WinVNKey stands for Windows-based Vietnamese Keyboard driver, a piece of Windows system software that extends the operating system capability to support typing Vietnamese letters, and recently, typing Han Nom characters as well as other international characters. It was first developed in 1992 by the TriChlor Software group in an effort to demonstrate that it was possible to design an eitght bit character set for Vietnamese that worked across platforms.
Windows 3.1 was released just a year before, namely in 1991. Vietnamese software developed for Windows 3.1 was very scarce because Windows development was then very difficult. WinVNKey 1.x, released into the public domain in 1992, quickly captured a large number of users all over the world for its simplicity of graphical user interface design and the intuitive typing method called VIQR. WinVNKey has since evolved into a multilingual keyboard driver. The latest release is version 5.0, which attracts a large number of non-Vietnamese users for its ability to allow users to type many national characters on any Latin-based keyboard.
The highest credit should go to the lead developer Cường Tấn Nguyễn. He was then a graduate student in Electrical Engineering at Stanford University, California. Other active contributors were Châu Vũ, Cương Minh Bùi, Học Ðình Ngô, Tom T. Trương.. Châu, working at Microsoft, provided help with programming efforts. Cương and Tom contributed to technical details. Học contributed an elegant composition algorithm that was extremely fast and very compact in size. A number of people contributed to designing VISCII fonts. Of the seven basic Viscii fonts originally released for WinVNKey 1.x , five True Type fonts (Minh Quân, Hoàng Yến, Phương Thảo, Tha Hương, U Hoài) were designed by Cương Bùi, one True Type font (Heo May) by Cường Nguyễn, and one system font (System VISCII 1.1) by Học, Cường, and members of the Vietnamese Professional Society (VPS).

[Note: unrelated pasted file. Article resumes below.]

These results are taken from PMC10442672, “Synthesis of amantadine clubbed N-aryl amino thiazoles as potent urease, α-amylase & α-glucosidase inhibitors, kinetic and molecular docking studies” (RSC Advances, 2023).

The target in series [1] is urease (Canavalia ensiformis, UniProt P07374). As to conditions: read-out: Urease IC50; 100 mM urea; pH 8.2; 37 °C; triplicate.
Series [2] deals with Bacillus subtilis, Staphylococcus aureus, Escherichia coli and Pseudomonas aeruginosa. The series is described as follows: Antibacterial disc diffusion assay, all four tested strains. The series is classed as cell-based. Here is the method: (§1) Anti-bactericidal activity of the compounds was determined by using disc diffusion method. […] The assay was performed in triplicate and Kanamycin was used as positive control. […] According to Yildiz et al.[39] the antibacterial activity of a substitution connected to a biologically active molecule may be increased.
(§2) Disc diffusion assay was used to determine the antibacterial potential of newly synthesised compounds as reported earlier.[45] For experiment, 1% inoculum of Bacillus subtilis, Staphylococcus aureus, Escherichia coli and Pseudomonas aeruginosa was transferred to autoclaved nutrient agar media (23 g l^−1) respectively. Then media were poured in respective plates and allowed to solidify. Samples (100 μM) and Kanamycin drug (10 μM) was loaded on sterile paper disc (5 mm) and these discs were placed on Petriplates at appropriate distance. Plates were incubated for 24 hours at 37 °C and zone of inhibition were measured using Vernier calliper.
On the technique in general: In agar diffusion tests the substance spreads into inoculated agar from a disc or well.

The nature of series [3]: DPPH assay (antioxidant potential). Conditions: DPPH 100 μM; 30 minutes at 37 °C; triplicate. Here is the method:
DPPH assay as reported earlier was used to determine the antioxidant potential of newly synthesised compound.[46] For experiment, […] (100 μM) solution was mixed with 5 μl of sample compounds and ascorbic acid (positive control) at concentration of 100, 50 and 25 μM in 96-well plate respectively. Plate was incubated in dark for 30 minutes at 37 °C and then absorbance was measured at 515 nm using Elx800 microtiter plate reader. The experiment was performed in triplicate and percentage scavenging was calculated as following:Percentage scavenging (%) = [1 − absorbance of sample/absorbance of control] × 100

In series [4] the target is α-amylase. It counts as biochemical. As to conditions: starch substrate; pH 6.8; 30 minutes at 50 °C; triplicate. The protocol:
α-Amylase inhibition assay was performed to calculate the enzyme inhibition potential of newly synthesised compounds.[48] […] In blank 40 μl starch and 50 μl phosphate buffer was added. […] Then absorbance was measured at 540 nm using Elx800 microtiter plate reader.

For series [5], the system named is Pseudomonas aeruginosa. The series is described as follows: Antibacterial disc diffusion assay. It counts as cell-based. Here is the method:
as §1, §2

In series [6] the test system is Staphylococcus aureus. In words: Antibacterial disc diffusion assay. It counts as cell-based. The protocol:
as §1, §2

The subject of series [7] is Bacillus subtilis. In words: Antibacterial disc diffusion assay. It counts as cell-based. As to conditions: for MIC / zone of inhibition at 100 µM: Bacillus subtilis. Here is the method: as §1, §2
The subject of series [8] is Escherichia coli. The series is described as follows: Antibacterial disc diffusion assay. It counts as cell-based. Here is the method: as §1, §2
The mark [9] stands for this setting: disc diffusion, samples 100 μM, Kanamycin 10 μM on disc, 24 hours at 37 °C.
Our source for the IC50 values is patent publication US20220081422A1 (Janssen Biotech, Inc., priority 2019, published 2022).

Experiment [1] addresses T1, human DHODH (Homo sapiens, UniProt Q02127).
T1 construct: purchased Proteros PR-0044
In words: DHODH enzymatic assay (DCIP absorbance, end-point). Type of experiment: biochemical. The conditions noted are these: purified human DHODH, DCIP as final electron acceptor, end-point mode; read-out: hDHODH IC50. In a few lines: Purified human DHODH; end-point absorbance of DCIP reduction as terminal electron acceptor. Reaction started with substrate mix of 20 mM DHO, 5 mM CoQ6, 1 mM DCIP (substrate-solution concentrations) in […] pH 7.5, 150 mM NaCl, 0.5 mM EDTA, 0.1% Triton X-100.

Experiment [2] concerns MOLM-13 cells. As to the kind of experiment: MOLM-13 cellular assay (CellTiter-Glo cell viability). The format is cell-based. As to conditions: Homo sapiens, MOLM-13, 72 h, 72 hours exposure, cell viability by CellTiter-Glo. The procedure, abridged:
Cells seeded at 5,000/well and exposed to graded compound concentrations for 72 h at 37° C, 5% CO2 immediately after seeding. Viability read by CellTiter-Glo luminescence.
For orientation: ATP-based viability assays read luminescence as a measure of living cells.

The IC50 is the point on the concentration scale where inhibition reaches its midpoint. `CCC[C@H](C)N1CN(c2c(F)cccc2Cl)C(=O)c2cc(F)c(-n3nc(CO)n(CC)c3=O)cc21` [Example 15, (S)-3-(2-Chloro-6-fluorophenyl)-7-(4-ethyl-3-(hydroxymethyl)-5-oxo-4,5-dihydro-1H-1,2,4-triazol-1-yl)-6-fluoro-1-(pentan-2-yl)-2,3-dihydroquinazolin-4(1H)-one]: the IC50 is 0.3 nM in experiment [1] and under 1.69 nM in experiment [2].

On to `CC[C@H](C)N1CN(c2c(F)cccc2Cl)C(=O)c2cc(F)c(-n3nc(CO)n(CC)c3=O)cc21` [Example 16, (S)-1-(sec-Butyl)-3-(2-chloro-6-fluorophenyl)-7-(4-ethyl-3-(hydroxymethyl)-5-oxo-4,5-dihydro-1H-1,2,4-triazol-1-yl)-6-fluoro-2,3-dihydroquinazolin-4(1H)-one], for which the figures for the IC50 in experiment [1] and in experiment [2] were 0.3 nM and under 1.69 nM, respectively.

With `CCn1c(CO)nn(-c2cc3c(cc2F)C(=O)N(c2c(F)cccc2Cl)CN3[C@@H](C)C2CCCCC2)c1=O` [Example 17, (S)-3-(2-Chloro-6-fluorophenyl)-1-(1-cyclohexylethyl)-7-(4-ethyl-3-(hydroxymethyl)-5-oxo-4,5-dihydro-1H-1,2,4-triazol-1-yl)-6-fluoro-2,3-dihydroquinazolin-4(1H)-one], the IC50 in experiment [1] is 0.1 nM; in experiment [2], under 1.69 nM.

Shortly after release 1.1, Hùng Phước Hồ led a massive effort over the Internet to designing hundreds of VISCII fonts named mostly after flowers and prefixed with the first two initials of VISCII (e.g., VI Thien Ly, VI Anh Dao, etc). These fonts helped publicize WinVNKey and the VISCII character set to Vietnamese users all over the world.
After Cường graduated and accepted a position at HongKong university in 1993, the project was passed to Vượng Doãn Nguyễn, a passionate Windows software programmer in the Silicon valley. Vựợng made significant contributions in improving the user interface, adding new features such as hỏi/ngã (hook-above/tilde) lookup, Vietnamese codepage conversion, and Vietnamese screen viewer. Under his tenure WinVNKey went through a number of releases 2.x, which supported both 16-bit and 32-bit platforms like Windows 3.1, Windows 95, Windows NT 3.5x/4.
TriChlor was reinforced in 1997 with Thư Nguyễn, another energetic Windows software engineer. He soon became responsible for the redesign of the WinVNKey user interface and support for Unicode. The cooperation between Thư and Vượng culminated in WinVNKey 3 and WinVNKey 2000, which was able to support Unicode in a limited number of applications.